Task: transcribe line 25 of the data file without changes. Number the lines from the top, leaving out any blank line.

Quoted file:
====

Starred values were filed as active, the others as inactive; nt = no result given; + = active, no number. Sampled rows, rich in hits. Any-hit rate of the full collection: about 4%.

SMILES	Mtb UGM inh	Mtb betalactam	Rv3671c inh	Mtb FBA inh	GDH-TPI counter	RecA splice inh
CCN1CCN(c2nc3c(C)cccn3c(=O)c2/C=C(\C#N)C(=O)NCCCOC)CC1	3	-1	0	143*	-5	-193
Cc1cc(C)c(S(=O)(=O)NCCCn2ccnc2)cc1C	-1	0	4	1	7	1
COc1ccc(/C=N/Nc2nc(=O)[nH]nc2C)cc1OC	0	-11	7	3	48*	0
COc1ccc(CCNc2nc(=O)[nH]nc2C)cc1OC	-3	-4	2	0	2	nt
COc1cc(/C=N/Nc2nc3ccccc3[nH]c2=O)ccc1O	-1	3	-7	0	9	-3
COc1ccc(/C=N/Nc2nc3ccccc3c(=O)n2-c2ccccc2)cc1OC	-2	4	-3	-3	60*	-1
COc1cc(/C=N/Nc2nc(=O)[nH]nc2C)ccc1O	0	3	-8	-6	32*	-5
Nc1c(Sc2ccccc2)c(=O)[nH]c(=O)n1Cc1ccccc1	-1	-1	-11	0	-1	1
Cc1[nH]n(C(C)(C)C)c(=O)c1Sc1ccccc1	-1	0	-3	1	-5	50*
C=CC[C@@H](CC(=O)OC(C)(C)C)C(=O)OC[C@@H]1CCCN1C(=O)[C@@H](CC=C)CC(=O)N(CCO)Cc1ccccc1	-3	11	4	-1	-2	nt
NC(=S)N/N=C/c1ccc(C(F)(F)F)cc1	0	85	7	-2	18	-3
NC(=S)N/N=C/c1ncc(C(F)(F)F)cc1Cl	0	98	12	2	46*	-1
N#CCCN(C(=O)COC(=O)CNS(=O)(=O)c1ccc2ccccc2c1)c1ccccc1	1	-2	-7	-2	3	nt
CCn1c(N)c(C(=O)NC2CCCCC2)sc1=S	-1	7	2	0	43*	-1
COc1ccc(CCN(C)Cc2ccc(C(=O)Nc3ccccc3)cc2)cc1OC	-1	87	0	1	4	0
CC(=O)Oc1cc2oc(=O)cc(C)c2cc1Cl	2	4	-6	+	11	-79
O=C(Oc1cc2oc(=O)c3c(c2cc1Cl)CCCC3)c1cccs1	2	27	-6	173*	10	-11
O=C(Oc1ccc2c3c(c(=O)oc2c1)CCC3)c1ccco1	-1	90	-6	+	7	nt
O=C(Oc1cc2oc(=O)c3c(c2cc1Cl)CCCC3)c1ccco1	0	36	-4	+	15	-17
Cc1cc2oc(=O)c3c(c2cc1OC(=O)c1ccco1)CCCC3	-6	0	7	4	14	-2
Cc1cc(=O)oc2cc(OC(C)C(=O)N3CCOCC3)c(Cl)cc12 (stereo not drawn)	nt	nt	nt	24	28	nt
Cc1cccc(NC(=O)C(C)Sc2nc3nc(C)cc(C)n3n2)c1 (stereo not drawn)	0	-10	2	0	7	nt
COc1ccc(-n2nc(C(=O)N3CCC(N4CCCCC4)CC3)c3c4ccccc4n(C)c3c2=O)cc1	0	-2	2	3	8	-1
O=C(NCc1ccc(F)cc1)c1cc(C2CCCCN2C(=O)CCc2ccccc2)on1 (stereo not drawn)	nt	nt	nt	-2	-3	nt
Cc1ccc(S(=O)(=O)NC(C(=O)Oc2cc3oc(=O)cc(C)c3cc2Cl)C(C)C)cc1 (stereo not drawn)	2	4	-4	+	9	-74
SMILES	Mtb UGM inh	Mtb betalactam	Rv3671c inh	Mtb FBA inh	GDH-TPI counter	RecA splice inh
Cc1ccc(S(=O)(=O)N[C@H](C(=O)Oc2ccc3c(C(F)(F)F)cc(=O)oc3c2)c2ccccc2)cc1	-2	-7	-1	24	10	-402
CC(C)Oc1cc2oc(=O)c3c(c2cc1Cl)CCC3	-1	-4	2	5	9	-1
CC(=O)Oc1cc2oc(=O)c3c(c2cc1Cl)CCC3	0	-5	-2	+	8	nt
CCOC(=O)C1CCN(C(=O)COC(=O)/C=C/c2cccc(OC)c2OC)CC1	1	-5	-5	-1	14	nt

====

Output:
COc1ccc(-n2nc(C(=O)N3CCC(N4CCCCC4)CC3)c3c4ccccc4n(C)c3c2=O)cc1	0	-2	2	3	8	-1